CalChamber Identifies First ‘Job Killer’ Bill Of 2019
The California Chamber of Commerce today identified the first “job killer” bill of 2019. Each year, CalChamber labels proposed bills it considers detrimental to business and employment as “job killers,” and advocates for changes as the legislative process unfolds. The first such legislation this year is Assembly Bill 51, which would “prohibit arbitration of labor and employment claims as a condition of employment,” according to CalChamber, which contends it would significantly increase employers’ litigation costs. The bill’s author, Assemblymember Lorena Gonzalez of San Diego, responded to CalChamber’s job killer label with this statement: “By barring workers from standing up for their rights on the job, the Chamber of Commerce is playing the role of the real job killer. AB 51 protects workers when corporations discriminate, tolerate sexual harassment, or engage in wage theft. It’s a shame the Chamber continues to view workers as a the problem and not the solution.” AB 51 is scheduled to be heard in the Assembly Labor and Employment Committee this Wednesday, March 6. Click here to keep up with CalChamber’s job killers list.

Signal Hill Election Takes Place Tomorrow
Signal Hill’s municipal election, which includes a race for two city council seats and measures that would align its future elections with the state’s, takes place tomorrow, March 5. For more information about council candidates, read the Business Journal’s recent story on the topic here. For additional information, click here.

Long Beach City College Leaders Honored For Sustainability Efforts
Two Long Beach City College (LBCC) executives were recently honored for “excellence in energy and sustainability” by the California Community Colleges (CCC) Board of Governors. LBCC Vice President of Business Services Marlene Drinkwine was named the 2018 Sustainability Champion for her work in devising an “integrated energy master plan” designed to exceed the requirements of the Assembly Bill 32, the California Global Warming Solutions Act. Medhanie Ephrem, the college’s interim director of facilities, received recognition for optimizing energy systems and retrofitting light fixtures with LEDs. “We commend these community college leaders who are improving energy and environmental sustainability on their campuses,” CCC Board of Governors President Tom Epstein stated. “Achieving climate goals is a top state priority and we encourage community colleges to take aggressive action consistent with those goals.”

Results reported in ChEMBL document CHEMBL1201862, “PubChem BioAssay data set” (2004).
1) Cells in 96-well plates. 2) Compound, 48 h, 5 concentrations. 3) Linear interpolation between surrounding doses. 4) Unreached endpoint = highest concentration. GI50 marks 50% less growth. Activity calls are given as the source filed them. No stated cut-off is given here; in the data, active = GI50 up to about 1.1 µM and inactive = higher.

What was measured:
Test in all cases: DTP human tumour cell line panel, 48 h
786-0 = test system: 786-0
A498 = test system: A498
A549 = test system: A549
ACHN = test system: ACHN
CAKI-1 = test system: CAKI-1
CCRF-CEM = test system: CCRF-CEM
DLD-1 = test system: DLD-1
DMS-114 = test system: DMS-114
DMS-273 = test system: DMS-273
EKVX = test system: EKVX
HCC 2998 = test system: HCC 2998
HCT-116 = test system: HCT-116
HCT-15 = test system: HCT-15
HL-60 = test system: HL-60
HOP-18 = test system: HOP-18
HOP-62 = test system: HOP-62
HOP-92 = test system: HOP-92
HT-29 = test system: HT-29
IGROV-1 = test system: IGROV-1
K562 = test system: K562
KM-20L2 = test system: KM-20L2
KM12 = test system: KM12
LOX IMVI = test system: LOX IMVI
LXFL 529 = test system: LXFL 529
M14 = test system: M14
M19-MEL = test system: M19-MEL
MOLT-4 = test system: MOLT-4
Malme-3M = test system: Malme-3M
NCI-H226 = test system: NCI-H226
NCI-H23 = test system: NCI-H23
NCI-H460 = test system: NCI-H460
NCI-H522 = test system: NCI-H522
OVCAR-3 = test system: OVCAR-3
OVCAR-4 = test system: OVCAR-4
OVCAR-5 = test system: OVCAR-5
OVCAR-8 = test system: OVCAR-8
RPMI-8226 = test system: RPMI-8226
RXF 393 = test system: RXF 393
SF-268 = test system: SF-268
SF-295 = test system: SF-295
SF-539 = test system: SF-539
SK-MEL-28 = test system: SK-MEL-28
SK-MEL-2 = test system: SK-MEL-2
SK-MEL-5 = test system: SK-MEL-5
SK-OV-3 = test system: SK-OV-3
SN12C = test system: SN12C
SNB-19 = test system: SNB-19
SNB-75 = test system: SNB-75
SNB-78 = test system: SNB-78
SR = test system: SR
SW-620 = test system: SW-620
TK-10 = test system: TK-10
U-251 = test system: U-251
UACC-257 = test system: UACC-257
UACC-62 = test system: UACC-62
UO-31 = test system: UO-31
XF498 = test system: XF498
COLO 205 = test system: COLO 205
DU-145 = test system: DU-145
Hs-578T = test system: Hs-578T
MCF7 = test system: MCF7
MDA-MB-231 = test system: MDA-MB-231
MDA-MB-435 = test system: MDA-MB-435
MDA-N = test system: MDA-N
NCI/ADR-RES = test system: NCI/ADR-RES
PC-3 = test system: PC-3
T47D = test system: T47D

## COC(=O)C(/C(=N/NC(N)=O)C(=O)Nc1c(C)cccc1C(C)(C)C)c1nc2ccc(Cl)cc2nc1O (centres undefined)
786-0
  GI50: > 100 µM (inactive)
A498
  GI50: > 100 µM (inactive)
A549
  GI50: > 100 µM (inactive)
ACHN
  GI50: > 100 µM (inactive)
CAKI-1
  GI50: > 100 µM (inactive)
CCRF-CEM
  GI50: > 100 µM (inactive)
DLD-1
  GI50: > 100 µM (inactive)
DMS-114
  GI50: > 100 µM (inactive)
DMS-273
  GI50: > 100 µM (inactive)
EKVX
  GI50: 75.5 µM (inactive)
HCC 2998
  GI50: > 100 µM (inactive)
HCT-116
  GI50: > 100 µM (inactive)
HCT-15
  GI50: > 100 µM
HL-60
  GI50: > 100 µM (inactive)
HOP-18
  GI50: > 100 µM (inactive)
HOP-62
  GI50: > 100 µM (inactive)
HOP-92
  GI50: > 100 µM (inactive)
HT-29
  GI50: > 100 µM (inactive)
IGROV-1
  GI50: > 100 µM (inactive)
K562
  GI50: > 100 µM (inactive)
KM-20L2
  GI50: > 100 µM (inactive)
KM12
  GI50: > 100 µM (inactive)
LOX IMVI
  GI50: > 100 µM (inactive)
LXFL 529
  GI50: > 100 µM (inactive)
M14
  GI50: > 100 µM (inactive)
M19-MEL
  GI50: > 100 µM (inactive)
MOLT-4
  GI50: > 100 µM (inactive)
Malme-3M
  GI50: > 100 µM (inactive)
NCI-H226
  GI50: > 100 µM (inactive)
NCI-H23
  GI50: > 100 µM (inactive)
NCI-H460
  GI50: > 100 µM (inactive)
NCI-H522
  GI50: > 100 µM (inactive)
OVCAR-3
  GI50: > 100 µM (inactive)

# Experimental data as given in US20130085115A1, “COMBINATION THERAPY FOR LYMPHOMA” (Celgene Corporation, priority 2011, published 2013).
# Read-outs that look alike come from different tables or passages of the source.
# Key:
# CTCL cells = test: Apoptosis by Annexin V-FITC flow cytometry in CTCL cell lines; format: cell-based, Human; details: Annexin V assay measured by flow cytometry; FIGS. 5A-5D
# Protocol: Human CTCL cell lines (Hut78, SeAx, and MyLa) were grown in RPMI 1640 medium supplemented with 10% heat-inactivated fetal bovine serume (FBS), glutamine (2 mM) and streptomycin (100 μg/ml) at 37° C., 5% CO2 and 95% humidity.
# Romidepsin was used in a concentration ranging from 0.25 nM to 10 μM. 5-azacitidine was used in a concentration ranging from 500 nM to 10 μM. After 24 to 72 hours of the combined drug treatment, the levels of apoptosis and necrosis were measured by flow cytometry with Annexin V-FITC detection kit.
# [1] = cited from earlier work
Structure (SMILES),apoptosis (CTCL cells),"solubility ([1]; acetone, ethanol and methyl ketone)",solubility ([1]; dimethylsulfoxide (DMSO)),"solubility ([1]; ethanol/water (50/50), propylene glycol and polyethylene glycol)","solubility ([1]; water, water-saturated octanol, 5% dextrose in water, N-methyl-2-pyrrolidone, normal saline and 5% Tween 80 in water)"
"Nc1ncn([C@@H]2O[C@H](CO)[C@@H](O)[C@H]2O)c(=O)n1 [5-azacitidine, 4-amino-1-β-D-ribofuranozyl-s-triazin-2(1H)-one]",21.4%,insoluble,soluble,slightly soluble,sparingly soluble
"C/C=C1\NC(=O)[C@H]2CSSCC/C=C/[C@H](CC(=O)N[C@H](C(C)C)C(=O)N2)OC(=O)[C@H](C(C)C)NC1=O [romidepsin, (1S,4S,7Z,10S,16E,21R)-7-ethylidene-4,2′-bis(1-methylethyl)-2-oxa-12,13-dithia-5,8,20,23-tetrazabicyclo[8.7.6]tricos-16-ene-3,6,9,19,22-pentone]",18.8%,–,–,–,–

Police Department Announces New Commanders And Other Staff Changes
Lieutenant Donald Mauk, a 25-year veteran of the Long Beach Police Department (LBPD), and Lieutenant Melvin McGuire, a 22-year veteran of LBPD, are being promoted to the position of commander. Mauk has worked in a variety of roles for LBPD, including as a member of the department’s hostage negotiation team and as interim jail administrator. As a lieutenant, Mauk worked on gangs and violent crimes, and most recently focused on robberies and homicides. McGuire has served the department as a juvenile gang detective, background investigator, administrative sergeant for the patrol bureau and internal affairs division, and most recently as a South Division patrol lieutenant. More details on the effect these promotions have on the department’s commander rotations are available here.